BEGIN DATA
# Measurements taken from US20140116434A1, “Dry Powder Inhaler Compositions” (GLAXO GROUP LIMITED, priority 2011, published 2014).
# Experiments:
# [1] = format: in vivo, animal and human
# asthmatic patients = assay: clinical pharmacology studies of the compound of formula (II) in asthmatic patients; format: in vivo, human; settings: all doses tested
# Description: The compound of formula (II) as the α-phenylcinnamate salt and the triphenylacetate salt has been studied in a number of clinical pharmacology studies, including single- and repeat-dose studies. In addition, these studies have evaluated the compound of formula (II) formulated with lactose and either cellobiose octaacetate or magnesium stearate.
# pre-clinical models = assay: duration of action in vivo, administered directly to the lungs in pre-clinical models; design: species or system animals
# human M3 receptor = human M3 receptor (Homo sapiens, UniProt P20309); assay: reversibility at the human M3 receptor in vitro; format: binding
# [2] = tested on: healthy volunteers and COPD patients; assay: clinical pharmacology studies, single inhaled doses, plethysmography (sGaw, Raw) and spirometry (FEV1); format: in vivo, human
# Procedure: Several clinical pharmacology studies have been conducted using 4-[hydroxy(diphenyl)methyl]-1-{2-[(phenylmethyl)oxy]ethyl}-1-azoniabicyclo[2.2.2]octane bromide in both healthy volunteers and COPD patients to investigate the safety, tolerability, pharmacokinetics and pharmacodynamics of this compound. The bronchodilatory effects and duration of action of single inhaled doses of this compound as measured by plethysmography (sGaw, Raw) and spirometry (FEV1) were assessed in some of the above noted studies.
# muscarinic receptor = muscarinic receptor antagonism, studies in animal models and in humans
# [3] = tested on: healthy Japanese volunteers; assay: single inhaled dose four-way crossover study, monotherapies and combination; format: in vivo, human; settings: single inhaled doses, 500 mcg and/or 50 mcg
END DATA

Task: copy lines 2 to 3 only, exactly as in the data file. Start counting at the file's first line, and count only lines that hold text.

# Experiments:
# [1] = format: in vivo, animal and human